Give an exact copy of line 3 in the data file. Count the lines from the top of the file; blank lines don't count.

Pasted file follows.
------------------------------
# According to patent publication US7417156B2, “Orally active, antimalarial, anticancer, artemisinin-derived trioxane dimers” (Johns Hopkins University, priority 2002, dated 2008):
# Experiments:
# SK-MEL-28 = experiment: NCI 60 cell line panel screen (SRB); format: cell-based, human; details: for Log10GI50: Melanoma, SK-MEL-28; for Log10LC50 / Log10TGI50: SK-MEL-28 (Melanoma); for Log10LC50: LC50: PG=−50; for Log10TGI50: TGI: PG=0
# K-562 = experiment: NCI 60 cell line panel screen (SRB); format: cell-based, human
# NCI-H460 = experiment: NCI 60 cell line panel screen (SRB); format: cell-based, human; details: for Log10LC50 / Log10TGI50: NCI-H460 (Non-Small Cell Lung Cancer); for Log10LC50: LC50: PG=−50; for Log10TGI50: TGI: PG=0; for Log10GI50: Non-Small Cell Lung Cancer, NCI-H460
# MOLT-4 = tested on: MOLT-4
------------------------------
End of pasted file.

# SK-MEL-28 = experiment: NCI 60 cell line panel screen (SRB); format: cell-based, human; details: for Log10GI50: Melanoma, SK-MEL-28; for Log10LC50 / Log10TGI50: SK-MEL-28 (Melanoma); for Log10LC50: LC50: PG=−50; for Log10TGI50: TGI: PG=0